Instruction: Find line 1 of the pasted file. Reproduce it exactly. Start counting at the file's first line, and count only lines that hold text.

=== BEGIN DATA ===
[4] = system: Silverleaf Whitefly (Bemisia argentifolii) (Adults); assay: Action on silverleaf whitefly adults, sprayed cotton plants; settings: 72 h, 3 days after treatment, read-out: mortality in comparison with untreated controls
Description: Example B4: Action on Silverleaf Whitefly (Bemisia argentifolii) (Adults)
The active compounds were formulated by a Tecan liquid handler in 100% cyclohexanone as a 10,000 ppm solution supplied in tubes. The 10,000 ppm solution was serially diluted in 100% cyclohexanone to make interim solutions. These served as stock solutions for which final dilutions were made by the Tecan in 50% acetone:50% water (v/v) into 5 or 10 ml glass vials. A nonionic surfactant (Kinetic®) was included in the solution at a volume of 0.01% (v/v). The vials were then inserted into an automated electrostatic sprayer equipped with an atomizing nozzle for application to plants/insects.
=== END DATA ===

[4] = system: Silverleaf Whitefly (Bemisia argentifolii) (Adults); assay: Action on silverleaf whitefly adults, sprayed cotton plants; settings: 72 h, 3 days after treatment, read-out: mortality in comparison with untreated controls